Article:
Kathrin Wojtowicz:
You’ve talked about performance, sound and narration to moving image. Your practice includes drawing, painting, sculpture/installation, and writing. To me this diverse way of working is very exciting and I am curious about the connections, how would you describe the relationship to your cinematic practice?

Stanya Kahn:
You know it’s funny. I think for me it’s all the same. Like I’ve been making ceramics for the past seven years and someone recently said, that’s so different from film, what’s the relation?  And I was like, oh no it’s the same. You’re taking time to move this thing around, and you’re reshaping it and then it’s going to change again, you are firing it and it’s going to change again. It’s a lot like writing, it’s like story making, you are trying to think what does that shape mean, what does it make people think about, what’s then the carving on the surface of it, what does that mean, etc. You are still trying to put together meaning, in layers (like image and sound and edits) and think about how direct you want to be or not, how much are you withholding or giving, whether it’s didactic or not. I am not saying that I know how to do all these things. I don’t have prowess in all of these things, or mastery, in any of them, really—but they are so related. I think across all of the mediums, I am trying to tell a story on some level without telling a story, trying to create an experience in which people could have feelings and also thoughts. That sounds so simplistic, but… all of it is struggling with how to signify, how to connect, how to maybe make new meaning or hopefully create experiences in which people could rethink things, in particular. Always staying present in the reality that we are endlessly navigating power, agency and distress, with little moments hopefully of pleasure, joy, and connection. It’s all happening at once though.
Sometimes the forms shift because I am excited to try something new or because I don’t have money to work in one form.
During the pandemic it was really hard to make film and also, I couldn’t think straight in lockdown. Honestly, I wasn’t having clear thoughts. I was just staring at Twitter all day long trying to figure out what’s happening in the world. Trying to help my kid get through high school. And then we were in the streets, being part of one of the biggest uprisings of the century (against the police as an inherently racist, violent institution). Drawing and painting were very immediate. I didn’t need any kind of infrastructure and they are related to writing in a way, but pictorial. Sometimes I think maybe I am just scared to do the hard work of getting really good at one thing haha, but at this point I try not to interrogate it too much. Mainly I just get excited about new ways of making. If I get bored of one thing or if I am not thinking in that format, I change mediums. For instance during the pandemic, during the uprisings there was so much information that I was taking in. I wasn’t trying to generate information in the same format, in language, in video. My impulse was not to re-saturate in that form, my impulse was to find other ways to express things. And under duress, I find tactility and immediacy to alleviate depression. That’s real. Maybe there will be a return to language for me and moving pictures soon. It’s weird to be an interdisciplinary artist working in this flexible way, it’s definitely not amenable to markets or institutions, whatever.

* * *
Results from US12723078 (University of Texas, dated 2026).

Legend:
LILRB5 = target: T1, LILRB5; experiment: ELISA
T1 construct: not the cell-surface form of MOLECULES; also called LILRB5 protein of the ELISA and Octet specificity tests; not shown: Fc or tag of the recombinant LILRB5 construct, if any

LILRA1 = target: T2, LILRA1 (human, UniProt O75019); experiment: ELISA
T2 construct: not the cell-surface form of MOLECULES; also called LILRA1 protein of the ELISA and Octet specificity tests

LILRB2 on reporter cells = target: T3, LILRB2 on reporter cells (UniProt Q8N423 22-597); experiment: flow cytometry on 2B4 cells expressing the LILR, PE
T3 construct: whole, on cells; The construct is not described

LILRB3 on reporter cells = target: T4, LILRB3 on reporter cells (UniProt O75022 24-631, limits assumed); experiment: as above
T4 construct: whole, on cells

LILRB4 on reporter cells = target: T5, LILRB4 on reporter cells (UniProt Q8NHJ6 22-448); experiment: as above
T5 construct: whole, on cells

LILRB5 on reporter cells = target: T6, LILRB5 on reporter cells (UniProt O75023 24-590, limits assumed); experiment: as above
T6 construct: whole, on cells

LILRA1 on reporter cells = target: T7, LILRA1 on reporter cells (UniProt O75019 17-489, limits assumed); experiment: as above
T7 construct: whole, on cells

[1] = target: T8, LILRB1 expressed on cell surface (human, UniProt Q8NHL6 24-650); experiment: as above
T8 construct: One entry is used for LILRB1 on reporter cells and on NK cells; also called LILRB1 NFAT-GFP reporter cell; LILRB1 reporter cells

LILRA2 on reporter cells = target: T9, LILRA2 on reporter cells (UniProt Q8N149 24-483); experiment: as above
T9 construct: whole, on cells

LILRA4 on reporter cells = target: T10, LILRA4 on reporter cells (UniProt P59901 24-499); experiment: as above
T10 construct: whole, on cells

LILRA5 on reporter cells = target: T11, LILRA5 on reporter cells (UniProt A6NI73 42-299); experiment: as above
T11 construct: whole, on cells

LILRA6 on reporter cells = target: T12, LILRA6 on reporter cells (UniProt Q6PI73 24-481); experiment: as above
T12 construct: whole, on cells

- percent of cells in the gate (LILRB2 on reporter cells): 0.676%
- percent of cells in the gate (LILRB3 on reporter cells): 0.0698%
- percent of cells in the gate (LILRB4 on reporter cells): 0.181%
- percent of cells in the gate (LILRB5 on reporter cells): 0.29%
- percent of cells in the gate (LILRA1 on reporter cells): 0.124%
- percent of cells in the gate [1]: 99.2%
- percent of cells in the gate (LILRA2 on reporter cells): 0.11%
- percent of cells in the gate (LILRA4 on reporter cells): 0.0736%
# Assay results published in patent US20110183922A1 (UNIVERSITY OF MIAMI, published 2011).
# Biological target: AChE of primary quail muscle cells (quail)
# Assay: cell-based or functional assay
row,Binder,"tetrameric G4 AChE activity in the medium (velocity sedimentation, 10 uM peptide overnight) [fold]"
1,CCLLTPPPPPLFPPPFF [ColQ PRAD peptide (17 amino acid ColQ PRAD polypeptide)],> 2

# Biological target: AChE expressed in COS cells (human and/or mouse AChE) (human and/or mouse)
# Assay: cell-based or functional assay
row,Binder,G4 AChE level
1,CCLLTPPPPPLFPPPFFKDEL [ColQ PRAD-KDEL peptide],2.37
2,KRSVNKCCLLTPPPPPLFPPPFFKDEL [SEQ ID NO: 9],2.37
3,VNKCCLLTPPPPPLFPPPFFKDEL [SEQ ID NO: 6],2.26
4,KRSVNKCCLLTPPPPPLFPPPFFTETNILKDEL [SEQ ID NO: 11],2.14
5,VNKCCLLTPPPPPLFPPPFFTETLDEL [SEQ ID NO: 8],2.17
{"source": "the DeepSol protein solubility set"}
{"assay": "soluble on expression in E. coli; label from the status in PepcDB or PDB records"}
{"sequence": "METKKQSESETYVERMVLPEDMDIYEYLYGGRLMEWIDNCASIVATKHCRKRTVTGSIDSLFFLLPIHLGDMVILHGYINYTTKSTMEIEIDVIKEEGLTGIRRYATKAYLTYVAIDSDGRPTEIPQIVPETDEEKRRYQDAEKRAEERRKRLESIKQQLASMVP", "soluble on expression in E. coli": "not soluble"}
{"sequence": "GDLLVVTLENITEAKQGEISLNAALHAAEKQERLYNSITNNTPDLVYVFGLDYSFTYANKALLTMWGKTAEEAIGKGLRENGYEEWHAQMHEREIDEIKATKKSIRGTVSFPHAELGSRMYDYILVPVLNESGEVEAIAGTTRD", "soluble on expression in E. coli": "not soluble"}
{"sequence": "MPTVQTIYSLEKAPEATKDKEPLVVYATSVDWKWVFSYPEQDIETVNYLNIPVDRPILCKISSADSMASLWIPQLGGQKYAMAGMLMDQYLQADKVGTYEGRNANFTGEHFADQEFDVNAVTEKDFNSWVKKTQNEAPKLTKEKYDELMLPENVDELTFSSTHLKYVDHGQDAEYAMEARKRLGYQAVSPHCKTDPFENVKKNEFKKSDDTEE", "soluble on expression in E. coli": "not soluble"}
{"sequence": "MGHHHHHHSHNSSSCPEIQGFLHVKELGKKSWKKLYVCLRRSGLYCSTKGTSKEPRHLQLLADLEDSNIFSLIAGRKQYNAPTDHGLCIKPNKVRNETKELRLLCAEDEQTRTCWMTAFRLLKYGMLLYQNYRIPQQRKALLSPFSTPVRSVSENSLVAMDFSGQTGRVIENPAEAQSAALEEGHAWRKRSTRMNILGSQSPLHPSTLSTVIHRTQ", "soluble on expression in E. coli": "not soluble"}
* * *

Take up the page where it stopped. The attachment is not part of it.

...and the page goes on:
Kathrin Wojtowicz:
For me, it is an important position not to insist on mastery.

Stanya Kahn:
Phew! Haha. The other thing is that I am making everything myself. It’s like Santa’s fucking workshop, I don’t even have assistants. So it’s always been about crafting in a sense, even with film, doing most of the shooting, editing, sound, music etc. It’s coming from my body. I like to be a maker. This just happens to be how I make. Maybe it has to do with coming from a completely chaotic childhood. Who knows. Restlessness. Or an anxiety in repetition that drives me toward new things. Even the films don’t repeat forms. If I tried it, it’s done. That’s how performance was too. Each piece was thoroughly worked (written, rehearsed, designed, honed, edited, etc.). Not slapdash. But once a style or approach had been explored, I didn’t feel a need to repeat it. Now that’s happening with mediums as well. But it happens organically, out of necessity (financial constraint) or curiosity, or alleviation of depression, impulsivity, pleasure, or concept.

Stand in the Stream by Stanya Kahn ©2011–17, Courtesy of the artist and Vielmetter Los Angeles

Kathrin Wojtowicz:
It makes me think about the relation between work and labor while you are saying this. In the three films access to questions of labor is provided. Sandra is speaking about her job in a shipyard as a female worker in the seventies. In Stand in the Stream we see you repairing things, like your car, doing daily labor, parents’ labor etc., in No Go Backs the Teenagers need to care about each other, they need to organize their living, care for food. I wonder if you have ever thought about doing a piece about art labor or certain structures in the “art world”, would it be interesting for you at all?

Stanya Kahn:
You mean like art labor?

Kathrin Wojtowicz:
Yes, art labor and the difference and relation between making a work and labor.

Stanya Kahn:
Not really. Not because it’s not there, I think maybe just it’s too close. I have not so far been interested in making art about art, I guess. Someone should, right? Because there is so much labor that goes into making shows happen, making screenings happen, all of these things engaging an entire economy from top to bottom replete with power and inequity. In order to show what we make we must engage entire systems that have nothing to do with art itself. And that is full of problematics that are important to address.